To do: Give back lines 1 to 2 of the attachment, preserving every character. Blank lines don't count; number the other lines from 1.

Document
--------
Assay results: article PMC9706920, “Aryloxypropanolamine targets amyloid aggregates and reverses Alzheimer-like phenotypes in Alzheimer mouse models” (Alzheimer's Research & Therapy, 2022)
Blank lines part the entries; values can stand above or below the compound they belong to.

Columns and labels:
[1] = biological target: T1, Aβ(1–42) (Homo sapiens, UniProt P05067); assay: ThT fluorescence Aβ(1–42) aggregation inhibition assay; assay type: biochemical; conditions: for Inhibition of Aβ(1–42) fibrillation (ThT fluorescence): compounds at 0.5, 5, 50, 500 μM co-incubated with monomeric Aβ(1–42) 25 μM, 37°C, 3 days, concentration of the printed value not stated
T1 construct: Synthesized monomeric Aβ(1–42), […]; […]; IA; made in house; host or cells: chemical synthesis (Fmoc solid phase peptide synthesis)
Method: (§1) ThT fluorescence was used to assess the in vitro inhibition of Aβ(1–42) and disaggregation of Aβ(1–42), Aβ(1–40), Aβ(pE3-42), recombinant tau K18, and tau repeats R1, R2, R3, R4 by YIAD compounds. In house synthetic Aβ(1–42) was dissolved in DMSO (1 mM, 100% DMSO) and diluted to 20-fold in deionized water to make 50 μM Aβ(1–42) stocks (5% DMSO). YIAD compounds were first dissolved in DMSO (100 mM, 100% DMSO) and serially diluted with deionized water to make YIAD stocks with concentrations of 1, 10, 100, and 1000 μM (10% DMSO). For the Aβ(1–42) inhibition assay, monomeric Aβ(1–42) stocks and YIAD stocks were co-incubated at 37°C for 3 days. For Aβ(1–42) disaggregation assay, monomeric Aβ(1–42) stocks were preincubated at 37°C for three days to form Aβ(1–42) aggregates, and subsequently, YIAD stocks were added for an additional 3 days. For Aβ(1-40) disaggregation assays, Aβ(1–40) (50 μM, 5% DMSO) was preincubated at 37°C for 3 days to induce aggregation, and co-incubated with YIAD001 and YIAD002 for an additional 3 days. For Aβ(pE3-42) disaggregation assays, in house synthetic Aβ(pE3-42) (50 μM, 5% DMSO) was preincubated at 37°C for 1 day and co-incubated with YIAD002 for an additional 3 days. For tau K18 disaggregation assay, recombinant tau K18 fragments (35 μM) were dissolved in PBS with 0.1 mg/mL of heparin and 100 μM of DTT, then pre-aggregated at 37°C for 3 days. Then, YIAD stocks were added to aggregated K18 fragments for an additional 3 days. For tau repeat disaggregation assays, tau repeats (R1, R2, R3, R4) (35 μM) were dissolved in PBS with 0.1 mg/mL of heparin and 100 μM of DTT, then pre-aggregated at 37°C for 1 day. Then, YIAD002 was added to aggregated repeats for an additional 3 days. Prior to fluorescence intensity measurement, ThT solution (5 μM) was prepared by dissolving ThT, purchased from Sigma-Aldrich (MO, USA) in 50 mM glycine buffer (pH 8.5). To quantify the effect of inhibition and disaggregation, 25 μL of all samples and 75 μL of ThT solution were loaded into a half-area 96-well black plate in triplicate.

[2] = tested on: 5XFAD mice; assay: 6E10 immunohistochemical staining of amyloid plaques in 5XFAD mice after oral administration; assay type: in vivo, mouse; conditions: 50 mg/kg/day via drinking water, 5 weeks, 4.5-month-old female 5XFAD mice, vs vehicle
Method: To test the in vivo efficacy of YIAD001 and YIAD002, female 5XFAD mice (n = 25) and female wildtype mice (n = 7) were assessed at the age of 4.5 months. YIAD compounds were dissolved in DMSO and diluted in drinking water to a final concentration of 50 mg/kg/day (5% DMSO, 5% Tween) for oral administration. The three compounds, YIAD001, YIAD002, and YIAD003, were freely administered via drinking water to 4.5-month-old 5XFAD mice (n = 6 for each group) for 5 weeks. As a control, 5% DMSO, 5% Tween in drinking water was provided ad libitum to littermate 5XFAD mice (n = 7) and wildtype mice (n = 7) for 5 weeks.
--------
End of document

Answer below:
Assay results: article PMC9706920, “Aryloxypropanolamine targets amyloid aggregates and reverses Alzheimer-like phenotypes in Alzheimer mouse models” (Alzheimer's Research & Therapy, 2022)
Blank lines part the entries; values can stand above or below the compound they belong to.